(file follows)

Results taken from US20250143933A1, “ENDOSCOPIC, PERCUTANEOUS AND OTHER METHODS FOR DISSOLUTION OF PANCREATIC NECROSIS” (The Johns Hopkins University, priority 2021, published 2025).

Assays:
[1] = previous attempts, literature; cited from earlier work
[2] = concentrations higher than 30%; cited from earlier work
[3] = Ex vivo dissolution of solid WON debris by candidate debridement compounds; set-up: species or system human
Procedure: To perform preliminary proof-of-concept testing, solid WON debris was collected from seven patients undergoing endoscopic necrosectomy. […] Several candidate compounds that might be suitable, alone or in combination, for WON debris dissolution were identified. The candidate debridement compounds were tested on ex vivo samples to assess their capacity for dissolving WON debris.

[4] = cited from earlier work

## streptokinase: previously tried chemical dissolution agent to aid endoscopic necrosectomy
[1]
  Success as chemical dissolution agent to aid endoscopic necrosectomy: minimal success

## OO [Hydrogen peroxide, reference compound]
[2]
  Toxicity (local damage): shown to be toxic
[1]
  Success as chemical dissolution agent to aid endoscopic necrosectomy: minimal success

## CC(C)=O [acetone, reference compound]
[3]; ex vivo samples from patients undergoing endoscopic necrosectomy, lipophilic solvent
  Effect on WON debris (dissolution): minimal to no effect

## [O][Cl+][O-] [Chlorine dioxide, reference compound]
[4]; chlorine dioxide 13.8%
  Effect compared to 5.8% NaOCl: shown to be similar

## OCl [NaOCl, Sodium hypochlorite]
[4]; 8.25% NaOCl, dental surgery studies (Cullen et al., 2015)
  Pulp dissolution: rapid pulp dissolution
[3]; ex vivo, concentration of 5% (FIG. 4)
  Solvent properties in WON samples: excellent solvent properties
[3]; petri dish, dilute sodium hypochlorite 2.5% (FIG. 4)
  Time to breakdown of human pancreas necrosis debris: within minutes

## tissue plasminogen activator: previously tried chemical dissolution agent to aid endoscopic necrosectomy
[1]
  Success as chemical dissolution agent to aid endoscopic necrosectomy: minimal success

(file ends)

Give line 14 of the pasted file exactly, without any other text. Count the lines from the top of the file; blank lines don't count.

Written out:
[1]